We all have a ‘big story’ that we put out to the world. In business that’s usually the image that we portray in our marketing – the way we want people to view us. Our little stories are all the little things we do (or don’t do) every minute of every day that either reinforce our big story or undermine it. It’s all the little things we may not notice that others do that can cause us embarrassment. Little stories are everywhere. A few examples that spring to mind:

  • The customer service representative that is aggressive and rude to customers
  • The inappropriate joke when speaking in front of an audience or distasteful post on social media
  • The website or other written material that is full of spelling errors
  • Being a ‘nice guy’ on one social media channel and being a crazy troll on another
  • The narky sign in a place of business
  • Careless or aggressive driving in a company sign-written vehicle

The list is literally endless because this stuff is absolutely everywhere and sometimes it’s not even something we can identify like in the examples above. Sometimes it’s just a gut feeling that we don’t trust a person or even a whole organisation.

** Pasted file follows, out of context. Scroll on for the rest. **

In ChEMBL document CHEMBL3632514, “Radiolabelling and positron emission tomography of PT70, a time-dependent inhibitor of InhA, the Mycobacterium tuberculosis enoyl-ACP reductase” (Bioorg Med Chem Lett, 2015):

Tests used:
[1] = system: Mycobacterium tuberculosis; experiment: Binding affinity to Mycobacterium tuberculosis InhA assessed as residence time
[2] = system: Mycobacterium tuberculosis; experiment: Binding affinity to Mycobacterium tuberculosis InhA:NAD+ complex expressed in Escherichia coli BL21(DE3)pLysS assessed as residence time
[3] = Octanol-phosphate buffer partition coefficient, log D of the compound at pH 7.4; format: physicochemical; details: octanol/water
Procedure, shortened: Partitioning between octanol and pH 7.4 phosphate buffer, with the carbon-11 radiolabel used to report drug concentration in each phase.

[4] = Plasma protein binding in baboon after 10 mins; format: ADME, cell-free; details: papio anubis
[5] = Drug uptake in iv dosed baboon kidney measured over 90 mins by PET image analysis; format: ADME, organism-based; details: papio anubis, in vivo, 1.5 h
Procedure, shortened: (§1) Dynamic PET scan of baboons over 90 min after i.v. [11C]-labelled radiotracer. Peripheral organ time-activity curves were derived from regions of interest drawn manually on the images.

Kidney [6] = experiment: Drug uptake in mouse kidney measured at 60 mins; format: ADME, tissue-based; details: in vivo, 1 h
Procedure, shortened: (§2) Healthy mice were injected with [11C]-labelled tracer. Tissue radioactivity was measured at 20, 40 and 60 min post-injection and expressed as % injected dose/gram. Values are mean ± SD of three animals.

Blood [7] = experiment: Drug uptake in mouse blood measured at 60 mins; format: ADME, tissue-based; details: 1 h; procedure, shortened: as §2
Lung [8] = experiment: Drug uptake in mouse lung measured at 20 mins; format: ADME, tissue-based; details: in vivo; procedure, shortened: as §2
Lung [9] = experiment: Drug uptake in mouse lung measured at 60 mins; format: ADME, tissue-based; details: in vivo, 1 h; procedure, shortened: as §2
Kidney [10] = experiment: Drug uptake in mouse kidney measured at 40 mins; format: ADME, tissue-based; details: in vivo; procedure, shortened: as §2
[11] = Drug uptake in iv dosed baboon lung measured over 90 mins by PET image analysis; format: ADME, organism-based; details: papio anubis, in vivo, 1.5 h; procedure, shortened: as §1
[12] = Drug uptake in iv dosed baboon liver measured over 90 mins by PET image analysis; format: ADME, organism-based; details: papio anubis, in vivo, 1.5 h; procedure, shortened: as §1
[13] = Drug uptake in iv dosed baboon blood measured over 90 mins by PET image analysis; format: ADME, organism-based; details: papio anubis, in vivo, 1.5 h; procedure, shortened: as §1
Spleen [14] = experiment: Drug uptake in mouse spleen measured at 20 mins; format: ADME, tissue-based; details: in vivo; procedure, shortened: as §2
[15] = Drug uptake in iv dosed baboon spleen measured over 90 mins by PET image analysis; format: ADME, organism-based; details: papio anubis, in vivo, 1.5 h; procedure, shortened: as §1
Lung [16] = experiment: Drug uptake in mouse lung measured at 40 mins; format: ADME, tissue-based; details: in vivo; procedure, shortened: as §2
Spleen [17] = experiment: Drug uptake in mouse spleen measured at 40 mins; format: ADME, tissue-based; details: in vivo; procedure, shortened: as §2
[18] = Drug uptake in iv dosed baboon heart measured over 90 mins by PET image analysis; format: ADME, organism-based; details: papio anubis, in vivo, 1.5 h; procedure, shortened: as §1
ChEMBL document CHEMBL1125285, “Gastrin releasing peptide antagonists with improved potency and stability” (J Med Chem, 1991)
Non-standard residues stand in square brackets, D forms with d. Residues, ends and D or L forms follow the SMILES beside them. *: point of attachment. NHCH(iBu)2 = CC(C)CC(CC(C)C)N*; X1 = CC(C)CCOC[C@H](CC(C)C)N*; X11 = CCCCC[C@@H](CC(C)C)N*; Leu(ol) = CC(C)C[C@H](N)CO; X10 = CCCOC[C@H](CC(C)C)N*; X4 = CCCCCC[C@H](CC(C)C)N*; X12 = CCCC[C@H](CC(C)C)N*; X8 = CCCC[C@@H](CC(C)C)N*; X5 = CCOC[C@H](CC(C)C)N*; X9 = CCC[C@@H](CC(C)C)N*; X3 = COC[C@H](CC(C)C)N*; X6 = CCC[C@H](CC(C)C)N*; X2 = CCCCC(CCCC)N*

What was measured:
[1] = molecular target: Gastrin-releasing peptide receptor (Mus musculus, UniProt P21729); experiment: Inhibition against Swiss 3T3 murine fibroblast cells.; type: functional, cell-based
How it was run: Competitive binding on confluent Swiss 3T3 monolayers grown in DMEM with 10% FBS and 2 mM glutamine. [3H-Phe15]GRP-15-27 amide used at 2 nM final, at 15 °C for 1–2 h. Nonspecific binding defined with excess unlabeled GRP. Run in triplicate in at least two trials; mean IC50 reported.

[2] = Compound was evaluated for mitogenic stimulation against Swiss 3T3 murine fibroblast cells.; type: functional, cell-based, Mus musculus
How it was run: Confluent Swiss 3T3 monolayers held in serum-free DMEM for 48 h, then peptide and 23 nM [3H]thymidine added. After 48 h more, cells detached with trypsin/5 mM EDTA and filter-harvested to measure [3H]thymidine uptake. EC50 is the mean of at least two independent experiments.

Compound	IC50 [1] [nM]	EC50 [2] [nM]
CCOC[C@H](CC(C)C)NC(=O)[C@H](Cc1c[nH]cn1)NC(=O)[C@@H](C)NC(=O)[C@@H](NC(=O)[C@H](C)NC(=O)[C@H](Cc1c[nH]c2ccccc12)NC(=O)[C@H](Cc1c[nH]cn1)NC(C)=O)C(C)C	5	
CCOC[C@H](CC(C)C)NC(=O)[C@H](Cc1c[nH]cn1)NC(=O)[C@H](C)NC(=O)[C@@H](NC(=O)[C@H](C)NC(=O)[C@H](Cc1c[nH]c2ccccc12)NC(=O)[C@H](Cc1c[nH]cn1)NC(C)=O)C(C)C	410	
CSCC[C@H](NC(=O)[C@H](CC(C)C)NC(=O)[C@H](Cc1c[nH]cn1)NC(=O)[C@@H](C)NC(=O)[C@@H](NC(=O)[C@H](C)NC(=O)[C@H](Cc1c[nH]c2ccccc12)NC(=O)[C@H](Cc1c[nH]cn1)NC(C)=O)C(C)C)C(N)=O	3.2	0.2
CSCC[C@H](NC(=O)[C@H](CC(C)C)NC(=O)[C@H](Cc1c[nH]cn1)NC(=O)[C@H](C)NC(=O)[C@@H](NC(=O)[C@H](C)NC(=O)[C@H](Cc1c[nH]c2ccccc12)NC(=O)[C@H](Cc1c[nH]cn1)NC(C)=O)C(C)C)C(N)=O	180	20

By the way, little stories are also the way that police catch out criminals most of the time. It’s the little inconsistencies in the criminals’ stories that give the police clues as to where to look for the hard evidence.

So how worried should you be about your ‘little stories’?

There’s no straightforward answer to that question. The fact is that there are always going to be little things that trip us up and put out a message we didn’t intend. For example we all forget to return a phone call from time to time. We all miss the odd mistake here and there. We all have bad days when we’re not as polite and friendly as we should be. Sometimes people just put crazy interpretations on what we say despite our best efforts.

In business we can put systems and procedures in place for some things. For example when I write something like website copy I always get someone else to proofread it. I also have checklists for a range of different things I do to make sure all the details are covered and nothing slips through the cracks.

However a lot of the time, credibility has more to do with ‘ways of being’ than ‘ways of doing’. If you put out a big story that you are a friendly business with helpful customer service then you actually have to have friendly and helpful staff and display those values yourself – all the time not just when you are with a customer. Seems obvious I know but the reality is it doesn’t happen a great deal of the time.

The first thing to do is know what your big story is in the first place. Then and only then, you can constantly check whether the little stories you are putting out are consistent with your big story.